CONTINUATION ON PREVALENCE Women aged 35 to 49 year old were more likely to have had caesarean section to those aged 15 to 24 years old 2. Women from the richest household were almost as twice as likely to have had caesarean section than there from poorest 1.
CONTINUATION ON PREVALENCE Drawing on world health organisation and UNICEF data from 169 countries, the research uncovered large discrepancies between geographical region with 60% of countries over using caesarean section and 25%under using caesarean section In at least 15 countries, more than 40% of births were delivered using a caesarean section; with Dommican republic topping the list with 58. 1% of all babies delivered using the caesarean section procedure more than half of all births are carried out with caesarean section in Brazil, Egypt and turkey while in parts of west and central Africa region, the caesarean procedure were used in only 4. 1% of births.
INTERVENTION TO REDUCE MATERNAL NATIONAL MORTALITY AND MORBIDITY Interventions to reduce maternal neonatal mortality and morbidity during caesarean section; 1. Preventing postpartum haemorrhage. � The most effective intervention for preventing PPH is the use of uterotonics- An injectable uterotonic is the drug of choice, oral or sublingual misoprostol may be used when injectables are not available. � Uterine massage � Uterine tamponade- involving mechanical device to exert pressure from within the uterus � Artery embolization: used to treat PPH with appropriate equipment and expertise � Surgical intervention e. g ligation of the total or subtotal hysterectomy � Non-pneumatic antishock garment
INTERVENTION TO REDUCE MATERNAL NATIONAL MORTALITY AND MORBIDITY 2. Preventing pre-eclampsia This can be achieved with low dose aspirin and dietary supplementation with calcium supplementation. The WHO strongly recommend the use of calcium in areas with low dietary ccalcium intake. Calcium supplementation commence in early pregnancy, particularly for women at high risk of preeclampsia, inncluding those with multiple pregnancy, previous pre-eclampsia, preexisting hypertension, diabetes, renal or auto immune diseases or obesity Treating pre-eclampsia and Eclampsia: the only definite cure for pre-eclampsia is timely delivery of the baby, by induction of labour or by pre-labour caesarean section to prevent progression of disease and related morbidity and mortality. The main stays of treatment are anti-hypertenive drugs for blood pressure control and magnesium sulphate for eclampsia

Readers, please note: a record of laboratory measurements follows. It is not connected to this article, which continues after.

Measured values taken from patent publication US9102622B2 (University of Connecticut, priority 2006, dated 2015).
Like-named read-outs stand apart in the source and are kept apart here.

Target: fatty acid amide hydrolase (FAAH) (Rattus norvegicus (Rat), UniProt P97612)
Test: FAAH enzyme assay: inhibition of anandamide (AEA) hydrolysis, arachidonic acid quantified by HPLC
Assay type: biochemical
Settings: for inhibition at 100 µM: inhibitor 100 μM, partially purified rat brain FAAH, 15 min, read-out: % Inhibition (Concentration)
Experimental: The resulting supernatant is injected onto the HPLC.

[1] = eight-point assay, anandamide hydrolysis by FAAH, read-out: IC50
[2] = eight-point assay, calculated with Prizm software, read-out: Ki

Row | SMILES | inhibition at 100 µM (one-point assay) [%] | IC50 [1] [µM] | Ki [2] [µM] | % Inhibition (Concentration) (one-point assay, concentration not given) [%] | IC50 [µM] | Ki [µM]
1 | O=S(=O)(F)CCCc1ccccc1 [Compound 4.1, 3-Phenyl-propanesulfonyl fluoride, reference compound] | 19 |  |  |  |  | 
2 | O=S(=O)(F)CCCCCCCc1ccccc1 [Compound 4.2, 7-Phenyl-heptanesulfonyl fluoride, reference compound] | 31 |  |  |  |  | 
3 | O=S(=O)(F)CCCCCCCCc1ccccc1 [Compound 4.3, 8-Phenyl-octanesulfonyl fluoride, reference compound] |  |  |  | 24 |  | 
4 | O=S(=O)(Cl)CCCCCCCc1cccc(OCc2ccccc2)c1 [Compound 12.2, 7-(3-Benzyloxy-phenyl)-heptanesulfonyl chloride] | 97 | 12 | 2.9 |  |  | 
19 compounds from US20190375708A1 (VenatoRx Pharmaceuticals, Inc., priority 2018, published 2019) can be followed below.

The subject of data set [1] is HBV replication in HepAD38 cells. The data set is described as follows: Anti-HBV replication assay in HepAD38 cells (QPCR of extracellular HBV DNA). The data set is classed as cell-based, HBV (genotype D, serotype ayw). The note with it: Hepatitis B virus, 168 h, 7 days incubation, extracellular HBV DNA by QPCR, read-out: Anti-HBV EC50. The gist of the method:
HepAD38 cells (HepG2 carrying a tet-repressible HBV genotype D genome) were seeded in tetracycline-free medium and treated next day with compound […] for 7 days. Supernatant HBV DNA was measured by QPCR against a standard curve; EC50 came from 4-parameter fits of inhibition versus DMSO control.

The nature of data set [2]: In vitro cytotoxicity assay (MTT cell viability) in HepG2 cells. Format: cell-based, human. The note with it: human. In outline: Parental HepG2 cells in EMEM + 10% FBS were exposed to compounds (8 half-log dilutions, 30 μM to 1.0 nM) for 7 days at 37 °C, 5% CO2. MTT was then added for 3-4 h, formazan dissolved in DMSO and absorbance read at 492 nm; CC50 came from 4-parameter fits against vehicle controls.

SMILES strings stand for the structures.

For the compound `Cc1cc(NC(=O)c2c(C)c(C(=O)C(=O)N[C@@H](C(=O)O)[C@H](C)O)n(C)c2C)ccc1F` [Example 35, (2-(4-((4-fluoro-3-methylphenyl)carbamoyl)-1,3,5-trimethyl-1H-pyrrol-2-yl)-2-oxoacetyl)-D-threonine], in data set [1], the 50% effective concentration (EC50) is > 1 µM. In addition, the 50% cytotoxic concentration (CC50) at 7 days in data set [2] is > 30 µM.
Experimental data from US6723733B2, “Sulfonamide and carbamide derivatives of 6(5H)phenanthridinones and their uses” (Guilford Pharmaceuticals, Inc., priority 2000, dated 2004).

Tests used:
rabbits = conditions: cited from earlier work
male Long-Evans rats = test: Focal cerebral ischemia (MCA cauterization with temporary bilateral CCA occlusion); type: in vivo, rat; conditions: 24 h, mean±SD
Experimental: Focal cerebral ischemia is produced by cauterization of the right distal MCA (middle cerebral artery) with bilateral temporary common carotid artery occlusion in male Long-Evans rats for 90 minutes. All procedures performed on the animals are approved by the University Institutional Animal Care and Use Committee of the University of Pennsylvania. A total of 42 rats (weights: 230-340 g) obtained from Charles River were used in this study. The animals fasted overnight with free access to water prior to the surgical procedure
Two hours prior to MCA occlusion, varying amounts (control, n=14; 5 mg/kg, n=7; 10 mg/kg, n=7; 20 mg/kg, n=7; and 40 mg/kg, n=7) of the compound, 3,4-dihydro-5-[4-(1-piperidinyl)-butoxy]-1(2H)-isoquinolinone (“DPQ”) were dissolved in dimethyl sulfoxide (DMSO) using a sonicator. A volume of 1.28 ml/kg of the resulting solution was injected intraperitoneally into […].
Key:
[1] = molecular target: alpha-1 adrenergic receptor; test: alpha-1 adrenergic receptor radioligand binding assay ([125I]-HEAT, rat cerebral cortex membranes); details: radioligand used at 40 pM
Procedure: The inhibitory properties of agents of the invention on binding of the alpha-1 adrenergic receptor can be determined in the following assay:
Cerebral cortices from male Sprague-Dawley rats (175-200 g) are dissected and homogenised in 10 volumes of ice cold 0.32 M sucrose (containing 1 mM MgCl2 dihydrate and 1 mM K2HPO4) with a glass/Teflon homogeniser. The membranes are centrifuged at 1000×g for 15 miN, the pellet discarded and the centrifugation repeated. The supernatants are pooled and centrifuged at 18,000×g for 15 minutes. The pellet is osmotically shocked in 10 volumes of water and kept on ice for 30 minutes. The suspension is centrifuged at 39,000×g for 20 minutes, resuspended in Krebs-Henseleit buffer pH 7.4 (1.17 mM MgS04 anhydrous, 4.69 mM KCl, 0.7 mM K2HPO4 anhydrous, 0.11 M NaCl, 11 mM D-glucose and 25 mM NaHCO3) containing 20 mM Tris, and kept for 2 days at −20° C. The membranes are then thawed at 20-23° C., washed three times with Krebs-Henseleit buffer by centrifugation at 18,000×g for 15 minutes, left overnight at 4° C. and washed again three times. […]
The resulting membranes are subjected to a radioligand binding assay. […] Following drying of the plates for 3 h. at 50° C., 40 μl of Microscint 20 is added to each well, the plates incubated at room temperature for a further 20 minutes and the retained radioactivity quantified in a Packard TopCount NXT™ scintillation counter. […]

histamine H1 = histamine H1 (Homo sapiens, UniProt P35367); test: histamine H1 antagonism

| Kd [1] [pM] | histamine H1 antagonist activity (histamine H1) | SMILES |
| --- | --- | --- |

CONTINUATION ON INTERVENTION TO REDUCE MATERNAL NATIONAL MORTALITY AND MORBIDITY 3. Preventing Obstructed Labour The first priority for preventing poor outcomes related to obstructed labour is to create the demand for skilled birth assistance and to ensure that this demand can be met, �Provide maternity waiting Homes: a maternity waiting home is a facility that is within easy reach of a hospital or health center that provides antenatal care and emergency obstetric care. Women with high risk pregnancies or those who live remotely are encouraged to stay at these facilities, if they exist, towards the end of their pregnancies
TO PREVALENCE �In Nigeria, at the regions level, the south west had the highest prevalence of 4. 7%, 9. 4% reported at Eboyin, State, 9. 9% in sokoto and 10. 3% at Enugu, 27. 6% at Sagamu, Southern Nigeria. �In Ekiti state the prevalence rate of caesarean section were performed because of severe preeclampsia 35 ( 83. 3%) of women in Ekiti State University Teaching Hospital, Ado- Ekiti: Nigeria. 3 NURSING DIAGNOSIS FOR PATIENT THAT HAD CAESAREAN OPERATION � 1. Deficient knowledge related to surgical procedures as evidence by asking of questions. � 2. Ante pain related to surgery as evidenced by restlessness � 3. Impaired tissue integrity related to surgical procedure evidence by incision site
Continuation on Obstructed labour Treating obstructed labour �Caesarean section forms the backbone of the management of obstructed labour and saves many lives because of the availability of operative delivery. In high income countries, maternal deaths there due to obstructed labour are rare �Vacuum and forceps delivery: this operative vaginal delivery may be used to assist women with obstructed labour at the pelvic outlet or low or mid-cavity. Operator training is vital in all facility setting to maximise benefits and reduce morbidity with vacuum and forceps deliveries �Symphysiotomy: is an operation in which the firbes of the pubic symphysis are partially divided to allow separation of the joint and thus enlargement of the pelvic dimensions during childbirth.
CONTINUATION ON INTERVENTION 4. Maternal sepsis Sepsis associated with pregnancy and child birth is among the leading direct cause of maternal mortality worldwide, accounting for approximately 10% of the global burden of maternal death. Maternal infections occurring before or during the birth of the baby have considerable impact on new born mortality and an estimated one million new born deaths associated with maternal infection are recorded each year